Sunday, January 2, 2022

News Release: 2022 Research Trial- Dense Breast Detection

NY Cancer Alliance to Launch the First Dense Breast Research Study for Low BMI and Underserved Subjects

1/11/2022- Dr. Noelle Cutter (Biology professor and clinical researcher from Molloy College) joined with Dr. Robert L. Bard (top NYC radiologist and cancer diagnostic expert) to deploy the 2022 field study to provide breast screening to younger women, subjects with LOW BMI and those in underserved areas. "Through supplemental imaging (ie. 3D Doppler Ultrasound), we can provide better detection of tumors in dense breasts that are concealed by dense breast tissue from mammography."

Mammography is the current standard for breast cancer early detection for women 40 & older. Recent studies have shown nearly half of all women who get mammograms are found to have dense breasts, exposing this population to the risk that mammograms may miss potentially cancerous tumors concealed by dense breast tissue.  Dr. Cutter's initial concepts to target LOW BMI (bet 12-22% body fat) was personally inspired.  As an active TRIATHLETE, her own diagnosis sparked her survey and inquiry throughout the athletic community where she uncovered a significant trend that became the basis for this research. She wishes to target younger women, athletes and members of underserved communities. "Younger women may be more likely to have dense breasts... also I find athletes with LOWER BMI (body mass index) or those with  less body fat are more likely to have more dense breast tissue compared with women who are obese."

Breast density is shown to be associated with breast cancer risk in women aged 40 to 65 years, but there is limited evidence thus far of its association with risk of breast cancer among women 18+ (mostly because mammography starts at 35 or 40). Furthermore, a high proportion of women with low BMI present with dense breasts, making them likely candidates to receive false negative readings on a mammogram.  "We aimed to estimate the proportion of breast cancers attributable to breast cancer risk factors commonly documented in clinical practice and used in breast cancer risk prediction models, including BI-RADS breast density and ultrasounds to confirm mammography readings", states Dr. Bard.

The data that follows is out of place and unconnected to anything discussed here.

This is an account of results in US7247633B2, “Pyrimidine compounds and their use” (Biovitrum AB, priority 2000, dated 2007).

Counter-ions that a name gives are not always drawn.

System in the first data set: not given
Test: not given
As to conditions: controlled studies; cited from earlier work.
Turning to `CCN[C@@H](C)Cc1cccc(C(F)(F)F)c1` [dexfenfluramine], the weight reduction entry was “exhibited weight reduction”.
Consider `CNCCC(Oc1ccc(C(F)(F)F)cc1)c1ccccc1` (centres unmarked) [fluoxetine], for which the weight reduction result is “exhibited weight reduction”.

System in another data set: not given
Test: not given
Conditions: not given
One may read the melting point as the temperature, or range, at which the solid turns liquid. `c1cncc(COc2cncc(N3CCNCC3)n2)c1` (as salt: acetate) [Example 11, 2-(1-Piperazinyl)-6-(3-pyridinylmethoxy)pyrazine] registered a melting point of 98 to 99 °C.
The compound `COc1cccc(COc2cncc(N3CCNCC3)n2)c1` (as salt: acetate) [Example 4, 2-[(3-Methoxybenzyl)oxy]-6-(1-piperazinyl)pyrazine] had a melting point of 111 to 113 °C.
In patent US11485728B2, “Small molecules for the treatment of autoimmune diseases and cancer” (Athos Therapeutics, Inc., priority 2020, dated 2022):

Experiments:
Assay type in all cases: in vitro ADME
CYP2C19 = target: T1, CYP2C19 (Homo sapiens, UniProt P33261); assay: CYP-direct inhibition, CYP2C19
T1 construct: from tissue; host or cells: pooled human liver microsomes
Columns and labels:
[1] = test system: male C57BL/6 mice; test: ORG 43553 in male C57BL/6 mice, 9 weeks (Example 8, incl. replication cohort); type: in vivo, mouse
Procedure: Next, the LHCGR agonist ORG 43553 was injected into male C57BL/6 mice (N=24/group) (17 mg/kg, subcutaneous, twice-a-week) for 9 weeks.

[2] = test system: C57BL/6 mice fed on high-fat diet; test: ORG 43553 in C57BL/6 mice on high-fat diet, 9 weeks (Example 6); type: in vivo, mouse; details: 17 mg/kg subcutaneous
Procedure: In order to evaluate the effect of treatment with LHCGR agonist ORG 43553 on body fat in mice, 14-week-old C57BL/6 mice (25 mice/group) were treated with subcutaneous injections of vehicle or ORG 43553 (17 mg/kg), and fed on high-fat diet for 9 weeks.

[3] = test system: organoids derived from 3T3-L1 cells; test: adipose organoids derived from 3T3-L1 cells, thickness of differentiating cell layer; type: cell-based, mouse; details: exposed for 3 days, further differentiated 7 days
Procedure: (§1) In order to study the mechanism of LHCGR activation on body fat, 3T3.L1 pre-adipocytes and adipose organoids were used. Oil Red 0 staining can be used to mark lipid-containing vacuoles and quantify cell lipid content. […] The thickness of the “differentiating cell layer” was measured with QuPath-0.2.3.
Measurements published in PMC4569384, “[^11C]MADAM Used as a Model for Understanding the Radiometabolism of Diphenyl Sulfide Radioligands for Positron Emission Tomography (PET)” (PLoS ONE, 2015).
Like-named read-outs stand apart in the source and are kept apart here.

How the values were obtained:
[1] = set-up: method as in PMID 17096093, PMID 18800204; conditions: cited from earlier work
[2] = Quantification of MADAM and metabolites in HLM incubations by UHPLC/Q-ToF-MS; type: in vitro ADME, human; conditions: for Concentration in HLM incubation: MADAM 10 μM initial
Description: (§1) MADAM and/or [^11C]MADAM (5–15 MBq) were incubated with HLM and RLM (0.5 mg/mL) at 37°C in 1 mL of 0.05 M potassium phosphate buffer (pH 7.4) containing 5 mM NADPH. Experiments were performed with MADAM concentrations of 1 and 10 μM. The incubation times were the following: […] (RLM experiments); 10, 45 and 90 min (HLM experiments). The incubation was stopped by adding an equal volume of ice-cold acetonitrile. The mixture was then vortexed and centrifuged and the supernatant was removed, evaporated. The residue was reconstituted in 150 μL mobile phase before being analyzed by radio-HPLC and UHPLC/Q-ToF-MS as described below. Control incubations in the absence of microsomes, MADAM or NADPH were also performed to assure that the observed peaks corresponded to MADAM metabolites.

Thanks to the digital (Web-shareable) platform of ultrasound, collaborating between multiple scanning locations allows all data to be collected and interpreted by Dr. Bard in his NYC clinical facility. "This allows us to have more scanning partners throughout the state and hopefully even across the country", says Joe Cappello, national patient advocate of

The national expansion program of this screening pilot and remote-location training are supported by an expanding list of clinical and technological leaders in diagnostic imaging. "We are honored to join this research and educational crusade to save lives... where Ultrasound Imaging can perform such a vital role in uncovering so many cancer concerns more efficiently", states Alice Chiang, CEO or Terason Inc. The coordinated research team aspires to collect enough data from these demographic target groups (18+, low bmi and underserved women) to support the emphasis of dense breast concerns in our cancer detection community and the importance of supplemental scanning for all early detection facilities.


As an athlete and medical professional in the field of Physical Therapy, being able to keep as many athletes healthy across the lifespan as possible has always been a major passion of mine. For those women within the endurance athlete community who may have denser breasts could greatly benefit from a well-designed approach to more accurately detect and diagnose the presence of breast cancer. This is especially true for those who are younger than the age of 40 who may already have breast cancer related changes but have never received an appropriate mammogram as well as those over 40 who have received false negatives because of dense breast tissue concealing the breast tumor on mammogram. The use of ultrasound imaging in accordance with mammographic study conducted in our study with Dr. Bard and Dr Cutter, I believe, will be a great asset to the women of Long Island to better detect and help them receive early treatment should breast cancer be present. I am honored to be included in this study to not only help the women of Long Island and abroad within the endurance athlete community but also those in underserved communities to ensure they get to continue to do the things they love with those they love most. 

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